The important role of sponges in carbon and nitrogen cycling in a deep-sea biological hotspot

Ulrike Hanz*, Philip Riekenberg, Anna de Kluijver, Marcel van der Meer, Jack J. Middelburg, Jasper M. de Goeij, Martijn C. Bart, Erik Wurz, Ana Colaço, Gerard C.A. Duineveld, Gert Jan Reichart, Hans Tore Rapp, Furu Mienis

*Corresponding author for this work

Research output: Contribution to journalArticleAcademicpeer-review

1 Citation (Scopus)

Abstract

Deep-sea sponge grounds are hotspots of biodiversity, harbouring thriving ecosystems in the otherwise barren deep sea. It remains unknown how these sponge grounds survive in this food-limited environment. Here, we unravel how sponges and their associated fauna sustain themselves by identifying their food sources and food-web interactions using bulk and compound-specific stable isotope analysis of amino and fatty acids. We found that sponges with a high microbial abundance had an isotopic composition resembling organisms at the base of the food web, suggesting that they are able to use dissolved resources that are generally inaccessible to animals. In contrast, low microbial abundance sponges had a bulk isotopic composition that resembles a predator at the top of a food web, which appears to be the result of very efficient recycling pathways that are so far unknown. The compound-specific-isotope analysis, however, positioned low-microbial abundance sponges with other filter-feeding fauna. Furthermore, fatty-acid analysis confirmed transfer of sponge-derived organic material to the otherwise food-limited associated fauna. Through this subsidy, sponges are key to the sustenance of thriving deep-sea ecosystems and might have, due to their ubiquitous abundance, a global impact on biogeochemical cycles. Read the free Plain Language Summary for this article on the Journal blog.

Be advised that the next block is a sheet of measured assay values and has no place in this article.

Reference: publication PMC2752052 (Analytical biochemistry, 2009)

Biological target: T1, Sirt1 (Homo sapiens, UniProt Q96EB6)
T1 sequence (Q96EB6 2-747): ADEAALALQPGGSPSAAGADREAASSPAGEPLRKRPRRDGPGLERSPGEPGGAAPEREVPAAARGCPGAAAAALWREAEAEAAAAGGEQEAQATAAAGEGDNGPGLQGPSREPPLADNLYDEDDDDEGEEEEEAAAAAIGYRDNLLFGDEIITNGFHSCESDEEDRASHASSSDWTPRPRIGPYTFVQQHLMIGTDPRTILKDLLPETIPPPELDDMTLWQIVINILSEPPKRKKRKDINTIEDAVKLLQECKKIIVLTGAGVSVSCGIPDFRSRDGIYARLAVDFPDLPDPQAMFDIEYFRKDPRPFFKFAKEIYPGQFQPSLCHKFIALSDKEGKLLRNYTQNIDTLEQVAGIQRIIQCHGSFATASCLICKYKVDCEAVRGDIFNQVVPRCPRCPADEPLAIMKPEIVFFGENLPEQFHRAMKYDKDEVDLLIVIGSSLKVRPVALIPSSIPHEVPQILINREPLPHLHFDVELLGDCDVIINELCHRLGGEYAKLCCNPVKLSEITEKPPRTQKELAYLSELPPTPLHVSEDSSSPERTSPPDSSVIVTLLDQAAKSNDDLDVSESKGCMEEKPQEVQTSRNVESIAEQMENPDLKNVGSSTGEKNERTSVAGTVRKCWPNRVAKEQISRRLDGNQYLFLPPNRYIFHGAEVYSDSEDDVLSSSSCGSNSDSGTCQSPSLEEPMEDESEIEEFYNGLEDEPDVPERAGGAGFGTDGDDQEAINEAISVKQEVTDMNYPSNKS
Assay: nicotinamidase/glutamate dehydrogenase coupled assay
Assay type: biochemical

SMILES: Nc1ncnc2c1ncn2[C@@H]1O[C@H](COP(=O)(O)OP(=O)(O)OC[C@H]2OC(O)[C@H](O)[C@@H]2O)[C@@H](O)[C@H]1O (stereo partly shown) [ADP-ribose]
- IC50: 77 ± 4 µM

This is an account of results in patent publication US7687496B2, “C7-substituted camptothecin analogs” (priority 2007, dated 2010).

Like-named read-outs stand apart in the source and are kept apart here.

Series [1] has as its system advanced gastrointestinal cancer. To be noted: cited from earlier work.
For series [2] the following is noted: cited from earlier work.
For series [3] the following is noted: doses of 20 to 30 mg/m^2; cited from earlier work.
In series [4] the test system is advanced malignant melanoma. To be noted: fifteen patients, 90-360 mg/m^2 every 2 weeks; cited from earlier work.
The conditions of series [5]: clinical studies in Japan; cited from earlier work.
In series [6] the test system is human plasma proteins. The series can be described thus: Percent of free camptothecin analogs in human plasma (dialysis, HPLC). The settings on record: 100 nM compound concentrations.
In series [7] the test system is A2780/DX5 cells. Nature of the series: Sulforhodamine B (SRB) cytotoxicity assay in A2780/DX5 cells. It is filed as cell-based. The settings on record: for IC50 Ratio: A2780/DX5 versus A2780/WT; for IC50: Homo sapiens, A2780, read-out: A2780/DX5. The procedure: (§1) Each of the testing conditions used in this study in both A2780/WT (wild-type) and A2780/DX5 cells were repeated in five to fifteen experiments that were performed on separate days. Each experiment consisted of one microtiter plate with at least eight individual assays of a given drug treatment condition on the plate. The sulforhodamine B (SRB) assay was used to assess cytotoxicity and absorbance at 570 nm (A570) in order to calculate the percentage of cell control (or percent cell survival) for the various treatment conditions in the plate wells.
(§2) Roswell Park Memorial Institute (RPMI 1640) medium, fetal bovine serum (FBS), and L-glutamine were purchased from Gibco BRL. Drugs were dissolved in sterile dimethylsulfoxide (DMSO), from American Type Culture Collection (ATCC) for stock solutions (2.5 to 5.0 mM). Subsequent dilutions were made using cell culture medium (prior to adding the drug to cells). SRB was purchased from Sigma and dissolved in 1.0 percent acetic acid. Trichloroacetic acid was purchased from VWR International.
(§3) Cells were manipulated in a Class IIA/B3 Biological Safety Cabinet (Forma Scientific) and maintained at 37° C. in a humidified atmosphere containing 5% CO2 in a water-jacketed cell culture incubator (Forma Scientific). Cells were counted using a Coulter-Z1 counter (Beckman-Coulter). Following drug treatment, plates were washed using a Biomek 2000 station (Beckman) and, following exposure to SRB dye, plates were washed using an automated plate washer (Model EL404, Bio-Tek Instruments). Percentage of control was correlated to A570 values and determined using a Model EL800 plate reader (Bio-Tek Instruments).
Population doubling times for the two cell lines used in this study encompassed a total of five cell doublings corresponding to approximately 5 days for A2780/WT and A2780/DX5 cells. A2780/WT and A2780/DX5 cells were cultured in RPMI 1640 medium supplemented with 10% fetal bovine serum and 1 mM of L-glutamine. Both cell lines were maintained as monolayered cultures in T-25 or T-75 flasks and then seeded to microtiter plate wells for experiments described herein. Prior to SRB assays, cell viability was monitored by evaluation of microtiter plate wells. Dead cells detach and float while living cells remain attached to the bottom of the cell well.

Original languageEnglish
Pages (from-to)2188-2199
JournalFunctional Ecology
Volume36
Issue number9
Early online date17 Jun 2022
DOIs
Publication statusPublished - Sep 2022

Keywords

  • amino acids
  • deep-sea sponge grounds
  • fatty acids
  • food web
  • stable isotope analysis

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